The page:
Rusisan tennis star Sharapova comments on her performance in VTB Kremlin CupSport October 17, 19:29
Russia blacklists almost 400 football fansSport October 17, 18:48
Window for dialogue with Ukraine still open — diplomatRussian Politics & Diplomacy October 17, 18:40
Sharapova out of 2017 VTB Kremlin Cup in Moscow after 1st roundSport October 17, 18:35
Ten Russian universities included in Times Higher Education rankingSociety & Culture October 17, 18:00
Diplomat reveals foreign structures behind wave of fake ‘Russian embassy’ accountsRussian Politics & Diplomacy October 17, 16:57
Russian Guard, police may get electroshock shields for special operationsMilitary & Defense October 17, 16:41
Catalonia promises not to give up independence bidWorld October 17, 16:21
Political strife off the radar as Syria plays in 2018 FIFA World Cup qualifiersSport October 17, 16:16
UNITED NATIONS, July 14 (Itar-Tass) —— Russia will be prepared to compromise in discussing a UN Security Council resolution on prolonging the mandate of the UN supervision mission in Syria, but it will certainly not let any threats against Damascus be included in its text, the first deputy of Russia’s UN envoy, Alexander Pankin, told Russian media on Friday.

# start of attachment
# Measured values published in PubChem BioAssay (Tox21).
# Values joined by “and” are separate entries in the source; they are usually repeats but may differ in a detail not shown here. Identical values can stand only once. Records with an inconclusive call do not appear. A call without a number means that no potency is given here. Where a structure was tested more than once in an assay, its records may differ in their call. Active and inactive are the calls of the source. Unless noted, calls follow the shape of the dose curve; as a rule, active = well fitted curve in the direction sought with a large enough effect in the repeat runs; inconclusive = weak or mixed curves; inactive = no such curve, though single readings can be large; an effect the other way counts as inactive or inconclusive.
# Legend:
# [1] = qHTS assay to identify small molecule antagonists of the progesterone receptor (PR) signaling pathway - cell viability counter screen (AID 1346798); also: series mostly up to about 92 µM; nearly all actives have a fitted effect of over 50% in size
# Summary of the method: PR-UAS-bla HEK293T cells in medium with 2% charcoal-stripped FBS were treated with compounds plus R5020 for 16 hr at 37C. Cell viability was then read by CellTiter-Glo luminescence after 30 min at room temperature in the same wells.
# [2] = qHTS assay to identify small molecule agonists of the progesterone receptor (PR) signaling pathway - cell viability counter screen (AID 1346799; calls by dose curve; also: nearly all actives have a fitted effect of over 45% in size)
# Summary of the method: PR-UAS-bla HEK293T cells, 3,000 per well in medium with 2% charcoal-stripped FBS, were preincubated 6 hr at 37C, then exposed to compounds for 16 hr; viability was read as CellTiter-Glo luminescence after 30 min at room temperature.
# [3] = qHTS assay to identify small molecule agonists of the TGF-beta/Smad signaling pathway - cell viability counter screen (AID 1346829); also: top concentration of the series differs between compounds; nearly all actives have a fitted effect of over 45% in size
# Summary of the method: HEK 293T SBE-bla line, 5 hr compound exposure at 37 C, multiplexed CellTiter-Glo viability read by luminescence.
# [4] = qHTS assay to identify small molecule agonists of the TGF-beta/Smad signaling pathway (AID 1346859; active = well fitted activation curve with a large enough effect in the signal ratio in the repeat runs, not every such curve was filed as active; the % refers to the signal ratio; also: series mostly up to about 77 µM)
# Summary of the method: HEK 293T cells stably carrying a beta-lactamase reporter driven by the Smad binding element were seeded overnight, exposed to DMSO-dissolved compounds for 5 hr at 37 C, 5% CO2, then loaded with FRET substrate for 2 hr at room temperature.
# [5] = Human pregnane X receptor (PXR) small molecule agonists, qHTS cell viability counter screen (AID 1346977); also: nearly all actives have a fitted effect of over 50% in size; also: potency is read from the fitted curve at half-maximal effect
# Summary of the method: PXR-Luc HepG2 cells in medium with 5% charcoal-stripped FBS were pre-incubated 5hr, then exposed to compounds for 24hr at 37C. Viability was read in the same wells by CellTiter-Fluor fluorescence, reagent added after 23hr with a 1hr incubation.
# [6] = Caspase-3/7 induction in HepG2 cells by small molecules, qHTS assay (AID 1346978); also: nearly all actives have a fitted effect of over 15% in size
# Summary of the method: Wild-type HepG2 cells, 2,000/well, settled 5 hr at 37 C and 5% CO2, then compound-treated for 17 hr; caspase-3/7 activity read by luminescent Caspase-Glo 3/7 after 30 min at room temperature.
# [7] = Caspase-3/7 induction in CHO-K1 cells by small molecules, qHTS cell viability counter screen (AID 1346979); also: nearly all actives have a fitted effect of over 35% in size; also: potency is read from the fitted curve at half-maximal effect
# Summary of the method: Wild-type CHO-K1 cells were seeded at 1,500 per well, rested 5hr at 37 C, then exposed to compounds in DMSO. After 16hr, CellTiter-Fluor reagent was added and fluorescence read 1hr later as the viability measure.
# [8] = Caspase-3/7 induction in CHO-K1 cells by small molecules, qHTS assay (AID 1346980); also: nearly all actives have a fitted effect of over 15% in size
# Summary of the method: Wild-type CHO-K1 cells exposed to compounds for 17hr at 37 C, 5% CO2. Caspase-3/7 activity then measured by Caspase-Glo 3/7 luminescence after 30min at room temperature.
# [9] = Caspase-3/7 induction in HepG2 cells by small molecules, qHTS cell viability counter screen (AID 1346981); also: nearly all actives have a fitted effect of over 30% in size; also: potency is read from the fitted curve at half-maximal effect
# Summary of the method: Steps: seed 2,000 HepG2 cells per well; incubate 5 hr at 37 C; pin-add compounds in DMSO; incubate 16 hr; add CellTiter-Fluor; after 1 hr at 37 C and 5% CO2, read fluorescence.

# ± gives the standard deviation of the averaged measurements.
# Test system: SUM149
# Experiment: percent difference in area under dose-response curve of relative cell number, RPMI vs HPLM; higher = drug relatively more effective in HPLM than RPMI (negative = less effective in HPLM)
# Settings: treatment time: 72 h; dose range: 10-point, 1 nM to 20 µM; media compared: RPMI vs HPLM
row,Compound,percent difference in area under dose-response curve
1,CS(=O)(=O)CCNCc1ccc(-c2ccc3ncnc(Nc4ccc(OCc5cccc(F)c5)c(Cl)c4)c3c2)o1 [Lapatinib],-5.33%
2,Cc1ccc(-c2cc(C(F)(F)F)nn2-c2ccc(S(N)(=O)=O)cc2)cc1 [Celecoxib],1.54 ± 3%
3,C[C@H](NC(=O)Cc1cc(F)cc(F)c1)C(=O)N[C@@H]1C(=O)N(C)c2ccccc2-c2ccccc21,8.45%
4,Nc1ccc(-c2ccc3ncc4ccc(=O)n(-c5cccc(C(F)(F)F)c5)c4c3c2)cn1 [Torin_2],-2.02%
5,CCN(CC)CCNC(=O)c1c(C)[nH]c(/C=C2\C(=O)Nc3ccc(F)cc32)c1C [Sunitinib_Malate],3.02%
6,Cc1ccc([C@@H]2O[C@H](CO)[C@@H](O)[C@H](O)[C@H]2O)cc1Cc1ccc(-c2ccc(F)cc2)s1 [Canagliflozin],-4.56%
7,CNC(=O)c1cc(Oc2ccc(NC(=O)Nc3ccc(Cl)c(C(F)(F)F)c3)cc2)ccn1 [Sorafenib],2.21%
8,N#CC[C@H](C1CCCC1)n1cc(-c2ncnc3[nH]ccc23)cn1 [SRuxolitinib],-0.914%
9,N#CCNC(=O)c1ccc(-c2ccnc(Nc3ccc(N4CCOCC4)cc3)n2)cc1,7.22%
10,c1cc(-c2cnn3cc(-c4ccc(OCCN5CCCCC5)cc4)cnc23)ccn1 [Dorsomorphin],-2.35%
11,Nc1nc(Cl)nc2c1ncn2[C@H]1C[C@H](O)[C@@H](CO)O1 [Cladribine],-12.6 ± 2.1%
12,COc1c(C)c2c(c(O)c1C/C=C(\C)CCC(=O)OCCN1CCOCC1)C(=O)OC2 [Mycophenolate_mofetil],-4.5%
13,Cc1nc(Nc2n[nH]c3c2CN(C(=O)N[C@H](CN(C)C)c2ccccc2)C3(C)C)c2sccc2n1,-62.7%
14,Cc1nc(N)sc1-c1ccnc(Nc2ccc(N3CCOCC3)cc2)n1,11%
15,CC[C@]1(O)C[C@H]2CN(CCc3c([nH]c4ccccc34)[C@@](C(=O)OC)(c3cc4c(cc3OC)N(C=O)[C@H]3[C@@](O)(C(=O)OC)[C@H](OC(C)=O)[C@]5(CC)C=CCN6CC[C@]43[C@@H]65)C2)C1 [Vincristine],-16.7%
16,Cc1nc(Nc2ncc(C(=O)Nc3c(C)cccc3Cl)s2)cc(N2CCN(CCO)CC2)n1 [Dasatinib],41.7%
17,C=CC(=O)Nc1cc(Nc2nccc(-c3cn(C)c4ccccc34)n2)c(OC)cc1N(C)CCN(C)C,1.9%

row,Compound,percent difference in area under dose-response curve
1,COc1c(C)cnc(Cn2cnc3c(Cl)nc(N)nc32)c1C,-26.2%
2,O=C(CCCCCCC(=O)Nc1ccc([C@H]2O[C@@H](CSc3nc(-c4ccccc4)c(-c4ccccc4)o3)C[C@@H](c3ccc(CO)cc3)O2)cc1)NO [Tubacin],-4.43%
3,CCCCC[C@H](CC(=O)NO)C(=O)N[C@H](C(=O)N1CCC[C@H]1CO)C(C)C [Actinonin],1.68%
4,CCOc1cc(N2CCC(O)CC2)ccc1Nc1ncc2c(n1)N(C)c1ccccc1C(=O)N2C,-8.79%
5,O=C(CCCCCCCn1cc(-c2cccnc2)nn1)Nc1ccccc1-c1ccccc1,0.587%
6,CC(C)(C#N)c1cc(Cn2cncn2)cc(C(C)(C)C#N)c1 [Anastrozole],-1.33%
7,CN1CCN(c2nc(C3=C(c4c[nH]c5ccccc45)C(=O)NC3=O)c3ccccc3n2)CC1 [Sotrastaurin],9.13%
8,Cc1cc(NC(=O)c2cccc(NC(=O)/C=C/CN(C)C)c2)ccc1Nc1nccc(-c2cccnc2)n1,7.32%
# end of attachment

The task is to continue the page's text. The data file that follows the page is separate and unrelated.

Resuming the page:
“We are prepared for various compromises, but there is the ‘red line’ that we cannot step over,” the Russian diplomat said. It would be impossible to continue the peace process and prolong the mandate of the UN mission “with the stick of sanctions directed against only one party to the Syrian process – the government.”
The mandate of the UN supervision mission in Syria (300 men) expires on July 20. At the moment the UN Security Council has before it two draft resolutions. One, authored by Russia, prolongs the UNSMIS mandate by three months. The Western one restricts the duration of its presence to 45 days and sets a ten-day deadline for the Syrian government to end violence and pull out troops out of all cities and communities. Otherwise sanctions under Chapter 7 of the UN Charter may be used.
The Tremseh massacre controversy forced UN Secretary-General Ban Ki-moon to advise the UN Security Council to press for the observance of its resolutions and to comply with its liabilities by taking the necessary “collective action.” Pankin said Western delegations interpret this as a direct instruction from the UN Secretary-General the Security Council should support their resolution.
The Russian diplomat explained that the UN Security Council might take preventive, mediatory, diplomatic or political action.
“Or there may be harsher steps, such as sanctions, including the use of military force,” Pankin said, adding that it all depended on the circumstances and agreement among the Security Council members.